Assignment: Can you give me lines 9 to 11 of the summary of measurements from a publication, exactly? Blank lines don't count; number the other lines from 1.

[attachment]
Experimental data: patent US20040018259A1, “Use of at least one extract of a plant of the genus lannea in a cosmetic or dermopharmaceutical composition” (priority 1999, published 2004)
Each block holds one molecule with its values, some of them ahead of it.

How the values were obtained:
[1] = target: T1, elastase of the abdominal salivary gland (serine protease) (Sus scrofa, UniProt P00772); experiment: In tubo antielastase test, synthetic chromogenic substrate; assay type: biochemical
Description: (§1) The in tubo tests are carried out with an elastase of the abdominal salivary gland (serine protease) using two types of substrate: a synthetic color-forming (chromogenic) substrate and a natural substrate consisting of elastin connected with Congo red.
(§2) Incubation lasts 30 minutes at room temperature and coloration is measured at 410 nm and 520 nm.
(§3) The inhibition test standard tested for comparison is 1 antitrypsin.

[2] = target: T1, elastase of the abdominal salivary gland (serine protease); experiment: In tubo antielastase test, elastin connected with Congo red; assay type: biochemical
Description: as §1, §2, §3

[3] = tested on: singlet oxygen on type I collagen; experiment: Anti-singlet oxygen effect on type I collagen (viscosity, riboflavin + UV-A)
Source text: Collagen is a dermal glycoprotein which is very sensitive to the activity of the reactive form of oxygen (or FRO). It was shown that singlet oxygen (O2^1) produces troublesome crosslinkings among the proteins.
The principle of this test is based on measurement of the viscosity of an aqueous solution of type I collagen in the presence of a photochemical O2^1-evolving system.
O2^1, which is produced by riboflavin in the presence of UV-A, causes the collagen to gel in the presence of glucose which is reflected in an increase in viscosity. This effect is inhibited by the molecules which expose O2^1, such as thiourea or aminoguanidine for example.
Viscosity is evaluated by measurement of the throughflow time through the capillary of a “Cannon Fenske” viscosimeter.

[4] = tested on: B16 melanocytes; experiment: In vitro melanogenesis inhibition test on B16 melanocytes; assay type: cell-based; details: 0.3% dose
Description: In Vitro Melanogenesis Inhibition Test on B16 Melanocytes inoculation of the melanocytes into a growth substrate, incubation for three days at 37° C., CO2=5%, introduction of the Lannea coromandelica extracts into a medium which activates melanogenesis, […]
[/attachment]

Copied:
Description: as §1, §2, §3

[3] = tested on: singlet oxygen on type I collagen; experiment: Anti-singlet oxygen effect on type I collagen (viscosity, riboflavin + UV-A)
Source text: Collagen is a dermal glycoprotein which is very sensitive to the activity of the reactive form of oxygen (or FRO). It was shown that singlet oxygen (O2^1) produces troublesome crosslinkings among the proteins.